Around 6 pm on June 8, Ajay Pandita was sitting on the shop front of a local grocer’s when two men walked up to him and shot him twice. “He was a regular visitor at my shop and would spend hours chatting with others,” said Shahid Aslam, who owns the grocery store in the sleepy village of Lukhbhawan in South Kashmir’s Anantnag district.
“I had stepped inside my house and my brother was at the shop,” said Aslam. “Apart from Pandita and my brother, there was another local boy at my shop at the time. My brother said two men on foot walked up to Pandita and fired two bullets at him. While the shooters ran away, my brother and the other boy rushed inside our house for safety. Some moments later, we came out and found Pandita lying in a pool of blood.”
According to a police statement, Pandita was shot at by “terrorists” and was rushed to a hospital, where he died of his injuries. On June 9, Jammu and Kashmir police chief Dilbag Singh said Pandita’s assassination was a “targeted killing” by the Hizbul Mujahideen. The two eyewitnesses to the killing had been questioned and their mobile phones seized for a few days, said Aslam.
Pandita was in his forties, a Kashmiri Pandit sarpanch affiliated with the Congress. In 2018, he had won panchayat elections in the predominantly Muslim Lukhbhawan ward. His death marks the first Kashmiri Pandit killing in the Valley in years. It has shaken Lukhbhawan, the village where he had lived among Muslim friends and neighbours for years.
Flight and return
Like the majority of Kashmiri Pandits in the Valley, the Panditas of Lukhbhawan had migrated to Jammu in 1990, when militant groups targeted members of the community. But the family returned to Kashmir in 1996.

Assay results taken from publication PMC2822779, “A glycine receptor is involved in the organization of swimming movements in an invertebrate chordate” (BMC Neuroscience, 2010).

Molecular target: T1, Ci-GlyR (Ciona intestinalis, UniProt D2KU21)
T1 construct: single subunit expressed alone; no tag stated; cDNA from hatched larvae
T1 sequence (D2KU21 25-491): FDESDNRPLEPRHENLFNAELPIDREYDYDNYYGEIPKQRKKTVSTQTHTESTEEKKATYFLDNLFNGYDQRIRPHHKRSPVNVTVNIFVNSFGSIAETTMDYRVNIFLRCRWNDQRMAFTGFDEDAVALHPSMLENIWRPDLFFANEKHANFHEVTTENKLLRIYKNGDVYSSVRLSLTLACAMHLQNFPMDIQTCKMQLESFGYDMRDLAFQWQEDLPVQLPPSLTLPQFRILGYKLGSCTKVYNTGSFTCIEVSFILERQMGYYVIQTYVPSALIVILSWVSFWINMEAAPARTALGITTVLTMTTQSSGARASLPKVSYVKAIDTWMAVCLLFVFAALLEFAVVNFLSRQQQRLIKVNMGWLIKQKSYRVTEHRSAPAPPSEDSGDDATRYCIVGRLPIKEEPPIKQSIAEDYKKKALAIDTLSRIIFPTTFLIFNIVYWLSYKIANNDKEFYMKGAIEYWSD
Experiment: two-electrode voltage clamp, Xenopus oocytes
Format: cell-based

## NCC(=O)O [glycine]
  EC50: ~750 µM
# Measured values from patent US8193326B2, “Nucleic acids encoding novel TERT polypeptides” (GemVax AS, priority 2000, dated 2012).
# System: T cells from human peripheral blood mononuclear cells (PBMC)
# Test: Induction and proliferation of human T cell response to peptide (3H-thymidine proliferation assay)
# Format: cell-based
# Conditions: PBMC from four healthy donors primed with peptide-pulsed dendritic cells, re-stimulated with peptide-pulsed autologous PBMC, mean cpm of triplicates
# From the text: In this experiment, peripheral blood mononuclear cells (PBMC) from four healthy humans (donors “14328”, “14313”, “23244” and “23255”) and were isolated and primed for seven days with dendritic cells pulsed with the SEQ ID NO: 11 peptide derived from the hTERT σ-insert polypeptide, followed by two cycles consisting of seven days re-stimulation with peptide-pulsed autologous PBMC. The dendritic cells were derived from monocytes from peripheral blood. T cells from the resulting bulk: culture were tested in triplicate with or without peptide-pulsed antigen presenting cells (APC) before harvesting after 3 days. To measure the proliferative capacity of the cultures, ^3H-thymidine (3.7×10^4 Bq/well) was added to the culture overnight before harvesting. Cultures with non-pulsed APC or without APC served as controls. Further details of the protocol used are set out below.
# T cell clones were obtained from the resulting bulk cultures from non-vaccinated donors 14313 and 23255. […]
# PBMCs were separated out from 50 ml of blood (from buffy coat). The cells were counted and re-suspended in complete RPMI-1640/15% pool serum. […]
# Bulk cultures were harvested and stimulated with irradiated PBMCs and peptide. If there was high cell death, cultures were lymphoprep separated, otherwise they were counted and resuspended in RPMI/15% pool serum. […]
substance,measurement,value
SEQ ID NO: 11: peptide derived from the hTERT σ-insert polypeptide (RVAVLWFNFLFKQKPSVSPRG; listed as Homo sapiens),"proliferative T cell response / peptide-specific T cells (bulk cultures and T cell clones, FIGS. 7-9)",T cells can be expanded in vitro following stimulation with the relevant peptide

“Ajay had returned with a mission to end hostilities between Kashmiri Muslims and Pandits, revive Kashmiriyat and Sufism in Kashmir valley,” said his father, 72-year-old Dwarikanath Pandita, a retired employee of the Jammu and Kashmir education department, speaking on the phone from Jammu. “In 1996, we didn’t return to our village but lived in a government colony in Khanabal, Anantnag.”
Khanabal is an area on the outskirts of Anantnag town, which is also the district headquarters. Over the years, most of the Pandita family lived in various quarters around the periphery of the town, including a two-room house in Mattan.
“But Ajay lived with his uncle in the village [Lukhbhawan],” said Dwarikanath Pandita. “In 1999, I was transferred to Ladakh and Ajay stayed on with my brother Omkar Nath Pandita, who had adopted him, in the village.”
Most Kashmiri Pandits who fled in the 1990s did not return. But the Pandita’s were able to return because of the support of their Muslim friends and neighbours, Dwarikanath Pandita said. “When my brother and son wished to live in the village, a Muslim family gave them their own home to live in 1999,” he said. “It was the support of local people which helped us settle down in our village.”